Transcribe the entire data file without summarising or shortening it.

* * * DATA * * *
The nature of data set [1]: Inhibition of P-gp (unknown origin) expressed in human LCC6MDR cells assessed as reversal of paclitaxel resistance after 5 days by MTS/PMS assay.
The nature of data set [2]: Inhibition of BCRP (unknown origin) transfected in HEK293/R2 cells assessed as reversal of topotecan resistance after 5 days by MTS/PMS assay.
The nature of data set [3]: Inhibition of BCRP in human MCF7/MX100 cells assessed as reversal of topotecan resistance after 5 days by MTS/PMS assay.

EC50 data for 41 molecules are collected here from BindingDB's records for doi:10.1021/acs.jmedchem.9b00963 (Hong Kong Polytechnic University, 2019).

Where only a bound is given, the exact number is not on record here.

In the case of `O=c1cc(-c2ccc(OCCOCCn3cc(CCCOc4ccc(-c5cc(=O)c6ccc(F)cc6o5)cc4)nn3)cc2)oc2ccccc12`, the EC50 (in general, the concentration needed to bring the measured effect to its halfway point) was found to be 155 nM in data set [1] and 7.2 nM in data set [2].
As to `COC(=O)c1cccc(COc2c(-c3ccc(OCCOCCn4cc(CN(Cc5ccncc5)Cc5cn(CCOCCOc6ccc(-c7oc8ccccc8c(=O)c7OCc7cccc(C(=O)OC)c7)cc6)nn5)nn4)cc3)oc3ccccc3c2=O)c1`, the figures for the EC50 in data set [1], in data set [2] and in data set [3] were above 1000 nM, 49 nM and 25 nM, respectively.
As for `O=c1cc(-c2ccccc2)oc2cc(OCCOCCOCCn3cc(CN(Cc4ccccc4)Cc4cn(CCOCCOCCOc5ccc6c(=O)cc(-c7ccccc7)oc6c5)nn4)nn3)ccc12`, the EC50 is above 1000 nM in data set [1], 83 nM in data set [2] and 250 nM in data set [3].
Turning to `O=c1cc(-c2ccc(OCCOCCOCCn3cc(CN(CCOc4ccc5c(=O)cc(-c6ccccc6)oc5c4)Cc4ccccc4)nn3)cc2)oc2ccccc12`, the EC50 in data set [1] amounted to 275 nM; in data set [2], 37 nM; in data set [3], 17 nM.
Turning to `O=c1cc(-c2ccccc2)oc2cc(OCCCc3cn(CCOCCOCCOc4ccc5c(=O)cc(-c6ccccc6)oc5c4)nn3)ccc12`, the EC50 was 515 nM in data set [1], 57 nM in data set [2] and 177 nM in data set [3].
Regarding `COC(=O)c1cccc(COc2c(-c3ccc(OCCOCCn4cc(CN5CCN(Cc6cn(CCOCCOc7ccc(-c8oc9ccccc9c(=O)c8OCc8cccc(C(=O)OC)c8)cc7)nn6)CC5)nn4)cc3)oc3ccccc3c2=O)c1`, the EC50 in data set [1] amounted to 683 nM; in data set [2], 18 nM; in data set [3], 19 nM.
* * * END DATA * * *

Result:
The nature of data set [1]: Inhibition of P-gp (unknown origin) expressed in human LCC6MDR cells assessed as reversal of paclitaxel resistance after 5 days by MTS/PMS assay.
The nature of data set [2]: Inhibition of BCRP (unknown origin) transfected in HEK293/R2 cells assessed as reversal of topotecan resistance after 5 days by MTS/PMS assay.
The nature of data set [3]: Inhibition of BCRP in human MCF7/MX100 cells assessed as reversal of topotecan resistance after 5 days by MTS/PMS assay.

EC50 data for 41 molecules are collected here from BindingDB's records for doi:10.1021/acs.jmedchem.9b00963 (Hong Kong Polytechnic University, 2019).

Where only a bound is given, the exact number is not on record here.

In the case of `O=c1cc(-c2ccc(OCCOCCn3cc(CCCOc4ccc(-c5cc(=O)c6ccc(F)cc6o5)cc4)nn3)cc2)oc2ccccc12`, the EC50 (in general, the concentration needed to bring the measured effect to its halfway point) was found to be 155 nM in data set [1] and 7.2 nM in data set [2].
As to `COC(=O)c1cccc(COc2c(-c3ccc(OCCOCCn4cc(CN(Cc5ccncc5)Cc5cn(CCOCCOc6ccc(-c7oc8ccccc8c(=O)c7OCc7cccc(C(=O)OC)c7)cc6)nn5)nn4)cc3)oc3ccccc3c2=O)c1`, the figures for the EC50 in data set [1], in data set [2] and in data set [3] were above 1000 nM, 49 nM and 25 nM, respectively.
As for `O=c1cc(-c2ccccc2)oc2cc(OCCOCCOCCn3cc(CN(Cc4ccccc4)Cc4cn(CCOCCOCCOc5ccc6c(=O)cc(-c7ccccc7)oc6c5)nn4)nn3)ccc12`, the EC50 is above 1000 nM in data set [1], 83 nM in data set [2] and 250 nM in data set [3].
Turning to `O=c1cc(-c2ccc(OCCOCCOCCn3cc(CN(CCOc4ccc5c(=O)cc(-c6ccccc6)oc5c4)Cc4ccccc4)nn3)cc2)oc2ccccc12`, the EC50 in data set [1] amounted to 275 nM; in data set [2], 37 nM; in data set [3], 17 nM.
Turning to `O=c1cc(-c2ccccc2)oc2cc(OCCCc3cn(CCOCCOCCOc4ccc5c(=O)cc(-c6ccccc6)oc5c4)nn3)ccc12`, the EC50 was 515 nM in data set [1], 57 nM in data set [2] and 177 nM in data set [3].
Regarding `COC(=O)c1cccc(COc2c(-c3ccc(OCCOCCn4cc(CN5CCN(Cc6cn(CCOCCOc7ccc(-c8oc9ccccc9c(=O)c8OCc8cccc(C(=O)OC)c8)cc7)nn6)CC5)nn4)cc3)oc3ccccc3c2=O)c1`, the EC50 in data set [1] amounted to 683 nM; in data set [2], 18 nM; in data set [3], 19 nM.